With Medium format cameras an 80mm lens is the equivalent of a 50mm on 35mm film (where as 80mm on a camera such as the Nikon d300 is the equivalent of 105mm on 35mm film).  
For all you aps-c size sensor camera owners, to get the same type of field of view as an 80mm on a Hasselblad you would need a 35mm lens…. Thus meaning an 80mm is still kinda wide!

Getting up close and personal with the model while shooting with something that can produce 50MP images with razor sharp glass really means your models you work with have to be flawless or you have to pay a lot to get your model's tiniest imperfections smoothed out and airbrushed.

So what do you get for your money?

Amazing quality!
Amazing amazing amazing quality images, sharpness beyond what you have ever experienced with a DSLR. Resolution that could cut diamond.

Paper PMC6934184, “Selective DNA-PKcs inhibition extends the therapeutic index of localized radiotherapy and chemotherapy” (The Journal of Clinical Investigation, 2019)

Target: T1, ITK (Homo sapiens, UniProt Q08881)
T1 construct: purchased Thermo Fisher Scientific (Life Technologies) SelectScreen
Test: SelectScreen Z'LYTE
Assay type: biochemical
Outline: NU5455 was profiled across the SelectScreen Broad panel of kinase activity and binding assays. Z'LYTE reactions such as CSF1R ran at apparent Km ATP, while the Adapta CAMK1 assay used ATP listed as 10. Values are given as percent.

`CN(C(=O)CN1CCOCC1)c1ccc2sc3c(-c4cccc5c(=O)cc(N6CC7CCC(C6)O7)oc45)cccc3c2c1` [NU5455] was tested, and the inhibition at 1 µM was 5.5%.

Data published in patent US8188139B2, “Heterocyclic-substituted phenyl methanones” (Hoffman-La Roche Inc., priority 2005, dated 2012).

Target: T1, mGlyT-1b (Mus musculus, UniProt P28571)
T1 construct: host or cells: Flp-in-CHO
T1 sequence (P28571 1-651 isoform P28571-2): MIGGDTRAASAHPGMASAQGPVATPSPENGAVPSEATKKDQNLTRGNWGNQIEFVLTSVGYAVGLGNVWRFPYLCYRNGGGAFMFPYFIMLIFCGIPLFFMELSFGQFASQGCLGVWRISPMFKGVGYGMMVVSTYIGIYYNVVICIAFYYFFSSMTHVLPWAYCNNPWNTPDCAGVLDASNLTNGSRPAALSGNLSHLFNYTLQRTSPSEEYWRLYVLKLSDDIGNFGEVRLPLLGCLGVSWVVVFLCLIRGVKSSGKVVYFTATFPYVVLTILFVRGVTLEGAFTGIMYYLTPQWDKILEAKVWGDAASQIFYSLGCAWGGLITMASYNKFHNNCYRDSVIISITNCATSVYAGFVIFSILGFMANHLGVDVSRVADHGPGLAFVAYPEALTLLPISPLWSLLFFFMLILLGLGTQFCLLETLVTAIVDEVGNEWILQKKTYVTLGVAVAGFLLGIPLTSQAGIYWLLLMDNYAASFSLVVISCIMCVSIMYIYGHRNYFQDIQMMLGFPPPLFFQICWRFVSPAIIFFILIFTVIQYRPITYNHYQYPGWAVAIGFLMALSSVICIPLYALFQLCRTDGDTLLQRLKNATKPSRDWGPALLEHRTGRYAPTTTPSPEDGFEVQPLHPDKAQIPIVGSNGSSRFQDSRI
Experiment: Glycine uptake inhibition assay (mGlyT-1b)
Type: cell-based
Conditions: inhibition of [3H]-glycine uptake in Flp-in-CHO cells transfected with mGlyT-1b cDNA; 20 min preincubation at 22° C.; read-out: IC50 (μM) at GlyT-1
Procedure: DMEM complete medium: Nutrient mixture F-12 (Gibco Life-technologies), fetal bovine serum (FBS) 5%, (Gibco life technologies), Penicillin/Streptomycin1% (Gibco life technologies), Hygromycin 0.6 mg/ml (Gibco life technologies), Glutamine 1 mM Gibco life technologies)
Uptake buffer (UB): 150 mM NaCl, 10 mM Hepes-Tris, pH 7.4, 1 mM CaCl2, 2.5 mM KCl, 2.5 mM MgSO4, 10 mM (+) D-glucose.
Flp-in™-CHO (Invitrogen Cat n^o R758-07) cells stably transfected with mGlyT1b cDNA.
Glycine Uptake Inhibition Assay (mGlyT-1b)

You also get a very simple camera to work. It is not difficult to work and for work in the studio where you set up the power on the flashes manually and not via CLS like with Nikon, it really is a set your settings and start shooting. (just don't move the model or your lights, or change your aperture)

The dynamic range of the images is huge, and the colour is amazing and acurate.

I will go on record here that The images (in terms of optical quality) from the Hassy are easily the best I have ever seen!

You also get Leaf shutters, which mean that the shutter is not in the camera body but in the lens. The means that a much faster shutter speed is available for flash photography. A number of the Lenses had a ring that had markings on it for the shutter speed. It would happily sync up with the studio flashes up to 1/500th of a second. (on a full frame camera getting it above 1.250th requires special flashes from Nikon, with a massive drop in power output)